My son’s going through it right now. He got accepted to the UK, and now it’s all about scholarship money. Thankfully, he is a good writer, but he’s going to have to write tons of letters for scholarship money or grant money, and things like that. I totally agree that there should be a class to help navigate those waters, even for a parent. 

Even the FAFSA form. A lot of these parents don’t have the time, and I’m a different instructor because I want to see these kids go, but I’m not everybody. Not everybody’s me, but I take the time to sit down with every one of my seniors and help them fill out the FAFSA form for their parents because I do it all the time. It’s time-consuming. 

A lot of these kids come from a broken homes; I’m sure or don’t have the best life at home, and their parents could give two shits about a FAFSA form. 

I’ve had parents who don’t even want to give out kids’ social security numbers. It’s a challenge in high school to get these kids to get the money they need sometimes to allow them to continue that education so that they don’t go into debt until they’re 55 years old. I was reading a statistic the other day about college loan debt, and 20% of our college loan debt, it was like $70 billion to $80 billion, is still owed by people over the age of 60. If you think about that value $80 billion in college loans is still owed by people over the age of 60. I’m sorry. I never wanted college loan debt. 

I wanted to actually go to school, as I could afford it. I don’t like debt. Kids see that, “University of Dayton. Great school. There’s a lot of fun stuff to do with that school.” They don’t realize that these private schools, and I’m a dating kid, they’re expensive, and you’re looking at 30 plus thousand dollars a year. They don’t register what that value is when they’re done, 30,000 times 4, $120,000. That’s a house. 

The Power Of Networking

Yeah, and Shelby went through that. I was so proud of them because I didn’t want to make the decision for him. At eighteen, He’s going to start making decisions on his own and he had a school come to him to play lacrosse and an amazing liberal arts school in Kentucky called Center, 1,500 students. The culture and atmosphere of this college were incredible. You have to live on campus all four years. The classroom size is 15 to 20 students. You don’t get anything like that at a high of state or a University of Kentucky, or Kent State, or anything like that. It was $52,000 a year. 

You come out of school with over $200,000 in debt. Shelby’s going through everything. He got accepted to multiple schools. His main pick was the UK, which, after going through that exercise, it makes the tuition in the UK not look so bad for out of state. That’s the incredible part about college, and he’ll come out of school. Hopefully, he networked well enough that it helped him be recruited and helped some get a job. One of the topics on your list to talk about is word of mouth and recruiting, and hopefully, what we’re doing today helps your students because of how many manufacturers listen to our show, and it’s growing.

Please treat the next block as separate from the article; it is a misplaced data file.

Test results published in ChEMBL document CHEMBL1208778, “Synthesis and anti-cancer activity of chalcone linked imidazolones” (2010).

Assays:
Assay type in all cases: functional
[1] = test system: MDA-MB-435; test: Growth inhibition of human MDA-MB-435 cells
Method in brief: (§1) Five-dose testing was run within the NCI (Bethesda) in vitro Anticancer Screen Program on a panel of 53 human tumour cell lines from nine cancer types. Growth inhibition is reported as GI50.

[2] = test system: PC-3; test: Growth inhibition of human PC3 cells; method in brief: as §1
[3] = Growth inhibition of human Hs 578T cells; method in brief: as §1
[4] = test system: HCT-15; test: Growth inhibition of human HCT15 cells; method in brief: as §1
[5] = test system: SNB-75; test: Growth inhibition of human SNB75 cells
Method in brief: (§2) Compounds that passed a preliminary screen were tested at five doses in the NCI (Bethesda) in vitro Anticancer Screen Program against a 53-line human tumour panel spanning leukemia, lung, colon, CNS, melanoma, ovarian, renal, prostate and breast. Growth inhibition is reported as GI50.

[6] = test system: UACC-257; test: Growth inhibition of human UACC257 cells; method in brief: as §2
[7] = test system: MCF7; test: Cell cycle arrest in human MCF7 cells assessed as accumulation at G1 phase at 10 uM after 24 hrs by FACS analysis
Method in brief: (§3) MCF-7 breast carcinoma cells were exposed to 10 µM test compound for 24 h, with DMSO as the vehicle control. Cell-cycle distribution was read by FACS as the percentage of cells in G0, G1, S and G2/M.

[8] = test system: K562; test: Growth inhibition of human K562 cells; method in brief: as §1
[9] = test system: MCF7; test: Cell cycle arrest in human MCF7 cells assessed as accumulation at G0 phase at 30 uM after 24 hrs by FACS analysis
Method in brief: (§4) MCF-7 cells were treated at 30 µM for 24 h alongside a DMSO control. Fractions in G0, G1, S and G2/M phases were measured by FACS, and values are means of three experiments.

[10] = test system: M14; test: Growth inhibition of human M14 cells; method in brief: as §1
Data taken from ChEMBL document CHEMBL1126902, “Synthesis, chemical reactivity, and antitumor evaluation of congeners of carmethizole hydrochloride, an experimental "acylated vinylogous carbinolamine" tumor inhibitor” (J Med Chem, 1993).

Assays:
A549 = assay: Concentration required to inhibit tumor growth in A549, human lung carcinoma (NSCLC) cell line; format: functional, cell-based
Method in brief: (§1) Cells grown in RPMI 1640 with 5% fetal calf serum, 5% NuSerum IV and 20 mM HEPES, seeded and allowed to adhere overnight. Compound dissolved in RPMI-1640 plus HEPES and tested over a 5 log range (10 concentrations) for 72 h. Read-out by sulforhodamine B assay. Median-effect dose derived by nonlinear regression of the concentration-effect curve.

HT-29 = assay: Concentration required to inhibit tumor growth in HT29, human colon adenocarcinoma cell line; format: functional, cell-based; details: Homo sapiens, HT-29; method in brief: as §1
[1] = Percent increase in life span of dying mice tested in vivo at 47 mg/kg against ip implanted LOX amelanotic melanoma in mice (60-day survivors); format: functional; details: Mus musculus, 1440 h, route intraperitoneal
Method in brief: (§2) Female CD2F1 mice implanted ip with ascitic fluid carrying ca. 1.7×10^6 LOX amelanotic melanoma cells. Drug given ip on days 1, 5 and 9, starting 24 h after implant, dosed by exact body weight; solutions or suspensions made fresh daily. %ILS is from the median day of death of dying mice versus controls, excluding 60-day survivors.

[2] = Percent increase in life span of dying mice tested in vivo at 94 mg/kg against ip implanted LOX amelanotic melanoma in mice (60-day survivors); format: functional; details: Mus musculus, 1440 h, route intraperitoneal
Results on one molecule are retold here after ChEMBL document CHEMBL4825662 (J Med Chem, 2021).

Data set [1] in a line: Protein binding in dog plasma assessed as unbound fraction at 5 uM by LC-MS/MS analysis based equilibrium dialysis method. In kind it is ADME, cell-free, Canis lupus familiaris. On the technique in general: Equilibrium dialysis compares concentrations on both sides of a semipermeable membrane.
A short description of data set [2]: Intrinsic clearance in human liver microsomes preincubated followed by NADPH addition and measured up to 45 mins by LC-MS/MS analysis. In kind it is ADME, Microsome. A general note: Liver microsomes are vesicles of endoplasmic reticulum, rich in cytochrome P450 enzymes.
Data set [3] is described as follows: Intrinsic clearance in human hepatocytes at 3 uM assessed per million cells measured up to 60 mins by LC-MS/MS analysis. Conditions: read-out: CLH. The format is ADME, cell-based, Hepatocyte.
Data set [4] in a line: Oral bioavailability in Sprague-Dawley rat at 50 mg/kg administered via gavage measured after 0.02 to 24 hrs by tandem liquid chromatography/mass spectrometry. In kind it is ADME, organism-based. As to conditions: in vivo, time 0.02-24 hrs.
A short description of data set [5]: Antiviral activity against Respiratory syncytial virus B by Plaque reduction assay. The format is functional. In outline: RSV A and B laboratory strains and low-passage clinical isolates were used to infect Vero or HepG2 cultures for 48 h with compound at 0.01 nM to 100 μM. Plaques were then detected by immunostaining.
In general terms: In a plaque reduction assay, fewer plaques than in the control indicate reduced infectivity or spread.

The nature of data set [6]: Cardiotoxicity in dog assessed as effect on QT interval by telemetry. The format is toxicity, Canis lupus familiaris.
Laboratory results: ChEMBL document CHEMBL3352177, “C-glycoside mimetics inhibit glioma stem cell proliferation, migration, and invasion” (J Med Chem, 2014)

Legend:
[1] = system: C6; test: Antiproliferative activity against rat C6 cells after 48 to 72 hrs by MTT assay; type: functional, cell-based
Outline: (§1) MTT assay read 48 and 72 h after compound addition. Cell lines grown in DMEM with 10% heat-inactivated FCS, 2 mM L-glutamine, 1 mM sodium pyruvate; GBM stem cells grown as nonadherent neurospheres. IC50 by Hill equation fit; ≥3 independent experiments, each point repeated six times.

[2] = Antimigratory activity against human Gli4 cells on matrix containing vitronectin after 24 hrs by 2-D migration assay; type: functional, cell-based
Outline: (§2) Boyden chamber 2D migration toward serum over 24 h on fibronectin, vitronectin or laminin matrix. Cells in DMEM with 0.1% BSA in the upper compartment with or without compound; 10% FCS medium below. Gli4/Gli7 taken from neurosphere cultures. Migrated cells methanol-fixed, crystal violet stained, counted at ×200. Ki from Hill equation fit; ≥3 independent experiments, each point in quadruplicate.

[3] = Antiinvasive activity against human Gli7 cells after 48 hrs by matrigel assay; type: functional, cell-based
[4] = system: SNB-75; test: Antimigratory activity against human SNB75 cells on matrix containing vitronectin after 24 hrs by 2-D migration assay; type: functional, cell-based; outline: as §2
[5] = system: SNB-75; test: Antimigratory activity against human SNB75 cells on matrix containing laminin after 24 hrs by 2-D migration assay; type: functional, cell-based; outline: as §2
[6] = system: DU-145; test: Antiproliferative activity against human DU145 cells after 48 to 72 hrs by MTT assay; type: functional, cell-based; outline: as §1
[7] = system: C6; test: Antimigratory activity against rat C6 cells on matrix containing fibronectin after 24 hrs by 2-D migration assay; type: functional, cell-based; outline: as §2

It’s almost doubling every time we launch a show. My hope is that I get an email at and they say, “We want to get a hold of Eric because we want to look at his program to place one of his students in our shop here in Columbus.” We have listeners from California to Maine and Canada. It would be very rewarding for both of us. This is my goal is that we place one of your students from us, talking as friends. We do this on the phone anyway, and for us to sit down and record it.

Word of mouth, and you are trying to get that through a lot of the younger generations’ thought processes. That’s not your social media stuff. It’s not your Facebook. It’s not your Snapchat your Instagram stuff. You and I both have been in the business long enough of manufacturing that I can move to a different state and have a job in 10 minutes. The same thing with you. I’m never worried about me. Okay, this educational stuff is awesome, and I love it. 

Someday I go, “I’m done. I’m moving to Arizona. I’m going out there.” I’ve met so many people on my travels that networking that word of mouth saying, “I’m coming out there,” and people realize who you are or what you’re what you can offer to people is a huge thing. It’s becoming bigger with, especially with career technical schools.

I don’t know about you, Eric, but up until I took the leap and went out on my own, I never filled out an application. 

I think I filled out one, and that was the job that I had when I was running out of Career Technical School. I got that job. 

That was a referral. 


You got referred to that job like I did, and you have to fill out an application as part of the standard paper. 

I don’t think I ever got online and applied for a visit. It was basically here’s this guy, got a good brain, good dude, check him out. That’s how I landed both my engineering job and my education job.